Does Telehealth Work?
Are we getting close to the days when we no longer need to make a trip to see our healthcare providers? Are we done waiting around for hours in waiting rooms surrounded by sick patients until it is our turn?
Telehealth is another tool in the arsenal of health that allows you to check in on your doctor or have access to their service without having to physically see them. Telehealth consists of several different types of software including health portals, e-visits, and live video visits. Telehealth can cut down on healthcare costs and bring doctors from distant areas closer to their patients.
With the rise of telehealth in the last decade, though, healthcare is rapidly changing. It’s no longer necessary to drive to the doctor’s office for every single health concern. Studies have shown that in 2022, about 38 percent of doctor visits are telehealth visits. That number will continue to grow with the increased availability and accessibility of services rendered through different vendors.
As a physician, Dr. Nooristani has mixed feelings about telehealth and believes we are still far from being completely remote as technology has not reached the level where everything could be done remotely.
Let’s delve in to learn more about when is a good time to use telehealth and what you need in order to connect with your healthcare providers.
- A smartphone or any other connective device that has audio and video capabilities (some services may just need audio).
- If you are insured, make sure the televisit is covered by your insurance.
- You have seen your physician at least once in person.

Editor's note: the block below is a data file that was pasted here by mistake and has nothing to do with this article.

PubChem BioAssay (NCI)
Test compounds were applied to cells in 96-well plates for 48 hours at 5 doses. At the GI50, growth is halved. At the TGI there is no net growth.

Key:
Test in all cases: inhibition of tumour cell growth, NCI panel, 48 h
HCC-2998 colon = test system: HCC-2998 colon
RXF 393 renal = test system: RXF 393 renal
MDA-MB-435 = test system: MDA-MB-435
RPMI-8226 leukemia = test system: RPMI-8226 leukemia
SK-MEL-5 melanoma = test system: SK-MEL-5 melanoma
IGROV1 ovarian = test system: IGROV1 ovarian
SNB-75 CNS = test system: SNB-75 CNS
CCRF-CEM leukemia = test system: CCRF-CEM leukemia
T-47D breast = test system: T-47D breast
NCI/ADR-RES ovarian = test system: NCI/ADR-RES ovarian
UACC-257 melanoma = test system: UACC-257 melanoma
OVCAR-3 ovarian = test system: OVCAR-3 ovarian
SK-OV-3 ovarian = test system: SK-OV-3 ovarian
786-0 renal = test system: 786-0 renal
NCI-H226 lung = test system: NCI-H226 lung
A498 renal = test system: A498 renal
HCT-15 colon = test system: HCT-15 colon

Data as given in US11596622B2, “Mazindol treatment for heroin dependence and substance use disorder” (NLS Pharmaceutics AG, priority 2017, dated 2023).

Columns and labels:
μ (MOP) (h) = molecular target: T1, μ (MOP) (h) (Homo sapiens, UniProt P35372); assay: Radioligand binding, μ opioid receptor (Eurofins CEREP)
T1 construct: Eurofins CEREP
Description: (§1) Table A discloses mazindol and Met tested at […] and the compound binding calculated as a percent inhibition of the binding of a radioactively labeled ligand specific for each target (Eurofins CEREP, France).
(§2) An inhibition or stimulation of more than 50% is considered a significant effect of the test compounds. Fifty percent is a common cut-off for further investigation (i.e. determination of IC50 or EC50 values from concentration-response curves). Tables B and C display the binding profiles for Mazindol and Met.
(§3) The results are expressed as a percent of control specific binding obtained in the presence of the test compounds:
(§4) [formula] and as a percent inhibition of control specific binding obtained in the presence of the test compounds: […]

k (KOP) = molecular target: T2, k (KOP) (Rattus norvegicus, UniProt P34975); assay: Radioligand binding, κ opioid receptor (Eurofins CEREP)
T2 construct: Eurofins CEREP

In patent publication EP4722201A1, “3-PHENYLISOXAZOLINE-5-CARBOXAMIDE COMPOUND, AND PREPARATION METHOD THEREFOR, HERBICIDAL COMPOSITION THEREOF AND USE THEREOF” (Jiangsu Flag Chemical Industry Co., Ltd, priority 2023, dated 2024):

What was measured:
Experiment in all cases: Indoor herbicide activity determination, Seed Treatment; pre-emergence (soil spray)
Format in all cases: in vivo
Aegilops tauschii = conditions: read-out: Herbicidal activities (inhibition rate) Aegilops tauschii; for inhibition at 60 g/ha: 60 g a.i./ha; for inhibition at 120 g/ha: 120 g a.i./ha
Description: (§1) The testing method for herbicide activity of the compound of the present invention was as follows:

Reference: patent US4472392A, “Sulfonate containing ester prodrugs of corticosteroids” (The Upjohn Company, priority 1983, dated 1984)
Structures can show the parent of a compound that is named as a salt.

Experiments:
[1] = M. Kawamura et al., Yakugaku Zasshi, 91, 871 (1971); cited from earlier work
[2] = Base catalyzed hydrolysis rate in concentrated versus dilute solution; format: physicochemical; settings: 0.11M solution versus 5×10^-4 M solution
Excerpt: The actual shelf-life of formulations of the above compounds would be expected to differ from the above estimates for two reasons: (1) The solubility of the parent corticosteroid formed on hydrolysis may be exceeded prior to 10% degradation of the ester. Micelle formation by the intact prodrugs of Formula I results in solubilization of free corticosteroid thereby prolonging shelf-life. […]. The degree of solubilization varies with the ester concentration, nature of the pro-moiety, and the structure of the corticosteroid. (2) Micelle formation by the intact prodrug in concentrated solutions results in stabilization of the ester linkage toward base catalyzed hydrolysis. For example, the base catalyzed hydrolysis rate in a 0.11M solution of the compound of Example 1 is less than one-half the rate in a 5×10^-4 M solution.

When Will You Benefit the Most from Telehealth?
Here are a few instances when you can use telehealth to improve your health care:
- You are on vacation
- The doctor’s office is closed
- You are unsure whether to visit urgent care or wait to see your regular doctor for simple questions. (Ex: Do I need an antibiotic for upper respiratory infection?).
- Can’t leave work or home due to responsibilities
- Need simple refills
- Need to hear lab results
- Mental health needs
- Want to save money on healthcare
- Any health concern that you might have that is not urgent
Telehealth Vs. In-Person
Be sure not to substitute telehealth for a real visit even though you may have fallen into your comfort zone. We cannot ignore the importance of in-person visits, even though telehealth is a great addition to care. Delay in care could mean life and death in some cases. Let’s take a simple example of chest pain. An hour of delay could cost you significant health damage if you had a heart attack or stroke. What if you had a mini-stroke?
Time is of the essence, and you need to get to the hospital as soon as possible to give yourself an opportunity to try life-saving measures. Clot busters, for example, must be administered within a certain time frame or they will not work effectively. Sometimes a simple blood pressure check could mean the difference in your overall health outcome including preventing strokes and heart attacks.
Overall, technology has its place in healthcare. If you are using telehealth for convenience and have established a relationship with your healthcare provider, then you are doing the right thing for yourself. In rural areas, healthcare providers may not be available, especially sub-specialists for a multitude of diseases, so the use of telehealth is paramount. It is essential that you, as a patient, understand the risks and benefits of telehealth. The next time you see your healthcare provider, ask about available options including your medical doctor rather than extended care providers if you have complicated medical issues.